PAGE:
Advocacy Update
on the present situation in the Philippines

The continuing hostage crisis in Southern Mindanao in the Republic of the Philippines has drawn attention once again to the failure of peace negotiations undertaken by the Government of the Philippines, especially under former President Fidel Ramos, but essentially abandoned by the present government. The World Council of Churches, like all others around the world, prays for the early release of hostages and is grateful to those who have undertaken to find a negotiated solution to the crisis, which will save these precious lives.

The release of the hostages, however, will not resolve the underlying problems. This International Affairs, Peace & Human Security Advocacy Update seeks to provide essential background and to stimulate advocacy actions to encourage the retaking of stalled negotiations, especially now with the representatives of the predominantly Muslim Moro population in Mindanao.

The World Council of Churches has been following the present situation very closely since its General Secretary, Dr. Konrad Raiser, paid his first visit to Philippines, including Mindanao, in early March this year. There he met many political leaders, including the Legal Counselor of the Moro Islamic Liberation Front (MILF) who briefed him on the present status of the peace negotiations that were initiated by the government of President Fidel Ramos in 1996. He was informed of the Philippine government’s pressure to finalize negotiations by the end of June this year. In the event of failure to reach an agreement the government was threatening to take military action. From these conversations Raiser concluded that while MILF remains committed to a peaceful, negotiated settlement, its ultimate political objective is self-rule. The negotiating deadline set unilaterally by the Government of the Philippines was unrealistic, yet its Armed Forces had already stepped up their military campaign and was arming vigilante groups and civil defense committees.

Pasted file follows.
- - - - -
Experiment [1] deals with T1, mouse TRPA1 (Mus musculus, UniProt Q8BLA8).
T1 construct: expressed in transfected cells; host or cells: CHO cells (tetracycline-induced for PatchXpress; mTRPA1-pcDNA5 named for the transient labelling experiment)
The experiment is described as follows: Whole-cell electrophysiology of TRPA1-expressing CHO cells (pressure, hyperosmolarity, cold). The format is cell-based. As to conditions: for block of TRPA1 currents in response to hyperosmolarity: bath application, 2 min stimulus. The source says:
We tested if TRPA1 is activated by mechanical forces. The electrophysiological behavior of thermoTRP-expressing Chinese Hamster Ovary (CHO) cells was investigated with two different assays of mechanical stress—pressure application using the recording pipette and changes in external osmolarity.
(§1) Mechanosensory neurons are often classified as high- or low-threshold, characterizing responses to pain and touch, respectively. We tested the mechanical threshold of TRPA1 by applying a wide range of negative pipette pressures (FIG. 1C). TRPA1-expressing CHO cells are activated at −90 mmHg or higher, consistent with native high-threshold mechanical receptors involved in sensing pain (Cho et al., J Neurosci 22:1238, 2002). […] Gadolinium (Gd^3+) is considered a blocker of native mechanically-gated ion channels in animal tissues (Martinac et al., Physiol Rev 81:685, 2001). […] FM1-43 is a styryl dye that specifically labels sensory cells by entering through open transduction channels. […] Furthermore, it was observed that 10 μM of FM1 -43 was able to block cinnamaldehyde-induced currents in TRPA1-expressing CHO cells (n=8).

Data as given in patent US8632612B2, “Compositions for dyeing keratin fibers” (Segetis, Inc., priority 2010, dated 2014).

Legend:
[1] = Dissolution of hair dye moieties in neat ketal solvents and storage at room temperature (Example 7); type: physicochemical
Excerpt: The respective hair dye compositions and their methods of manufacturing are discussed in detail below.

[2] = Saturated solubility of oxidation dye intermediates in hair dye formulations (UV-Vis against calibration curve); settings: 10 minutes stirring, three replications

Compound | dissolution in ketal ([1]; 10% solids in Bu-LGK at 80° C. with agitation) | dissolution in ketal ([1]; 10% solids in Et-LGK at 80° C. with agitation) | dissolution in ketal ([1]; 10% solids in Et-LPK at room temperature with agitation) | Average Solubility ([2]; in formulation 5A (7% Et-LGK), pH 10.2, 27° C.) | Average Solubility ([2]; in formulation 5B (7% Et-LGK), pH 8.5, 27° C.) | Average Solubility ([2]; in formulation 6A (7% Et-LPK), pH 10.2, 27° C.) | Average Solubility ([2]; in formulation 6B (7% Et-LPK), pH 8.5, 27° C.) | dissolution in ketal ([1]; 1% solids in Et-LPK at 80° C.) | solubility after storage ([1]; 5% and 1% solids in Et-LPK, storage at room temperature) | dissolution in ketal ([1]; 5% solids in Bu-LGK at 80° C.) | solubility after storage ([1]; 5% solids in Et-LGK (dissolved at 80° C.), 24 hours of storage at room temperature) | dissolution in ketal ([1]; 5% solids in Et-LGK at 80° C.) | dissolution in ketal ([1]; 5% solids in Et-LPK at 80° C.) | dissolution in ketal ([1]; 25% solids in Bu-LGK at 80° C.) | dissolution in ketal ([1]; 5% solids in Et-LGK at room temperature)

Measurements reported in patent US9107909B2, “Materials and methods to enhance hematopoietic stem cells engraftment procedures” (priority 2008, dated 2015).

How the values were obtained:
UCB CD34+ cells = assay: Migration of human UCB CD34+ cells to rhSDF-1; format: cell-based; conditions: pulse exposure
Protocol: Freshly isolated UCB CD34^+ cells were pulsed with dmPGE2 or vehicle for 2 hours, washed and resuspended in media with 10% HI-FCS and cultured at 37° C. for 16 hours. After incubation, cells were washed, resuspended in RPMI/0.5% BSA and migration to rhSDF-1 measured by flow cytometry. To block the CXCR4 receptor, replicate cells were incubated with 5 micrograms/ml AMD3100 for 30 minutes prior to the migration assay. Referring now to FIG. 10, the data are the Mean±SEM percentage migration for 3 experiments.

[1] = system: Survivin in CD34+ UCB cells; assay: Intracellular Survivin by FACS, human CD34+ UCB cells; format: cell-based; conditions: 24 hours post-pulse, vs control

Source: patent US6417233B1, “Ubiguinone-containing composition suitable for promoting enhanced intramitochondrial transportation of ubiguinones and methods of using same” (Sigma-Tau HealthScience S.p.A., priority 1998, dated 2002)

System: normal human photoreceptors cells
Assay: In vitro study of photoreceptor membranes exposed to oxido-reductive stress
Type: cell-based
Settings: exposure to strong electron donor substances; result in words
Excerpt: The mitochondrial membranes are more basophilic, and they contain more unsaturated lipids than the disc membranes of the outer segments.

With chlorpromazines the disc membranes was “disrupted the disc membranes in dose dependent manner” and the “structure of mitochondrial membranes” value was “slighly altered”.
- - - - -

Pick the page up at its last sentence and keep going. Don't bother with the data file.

WCC Involvement

The World Council of Churches has a long history of involvement with the struggle of the Philippine people for justice, peace and democracy. Throughout the period of military dictatorship of the late President Ferdinand Marcos the Council accompanied the Churches and the people of the Philippines in their struggles for human rights. From September 1972 to January 1981, the Philippines was under martial law. This was the darkest period in the country’s history. Under wide-ranging emergency powers Marcos authorized thousands of political arrests and law some 70,000 people were detained. Church leaders, human right activists, students, teachers, peasants and workers were unlawfully detained and tortured. Some lost their lives. Hundreds of people were extra-judicially executed and hundred others disappeared under police or military custody. The government waged an unrelenting war against the New Peoples Army (NPA), the Moro National Liberation Front (MNLF) and other armed groups. Some of the heaviest fighting took place in predominantly Muslim areas of Mindanao. Unofficial paramilitary forces and vigilantes armed by the security forces engaged in counter-insurgency operations. Tens of thousands were forced to leave their homes due to widespread destruction from bombings and military operations in the Cordillera region and Mindanao.

In support of the National Council of Churches in the Philippines, the WCC was instrumental in organizing massive international ecumenical solidarity with the churches and church-related human rights and peace organizations. It also brought the case of massive human rights violations in the Philippines to the United Nations Commission on Human Rights, drawing international attention for the first time in an international forum to the dramatic situation prevailing in that country. These solidarity efforts were instrumental in strengthening the people’s struggles for an end to military rule and a transition to a form of democracy dedicated to the protection of human rights and a negotiated peace.

Recent political developments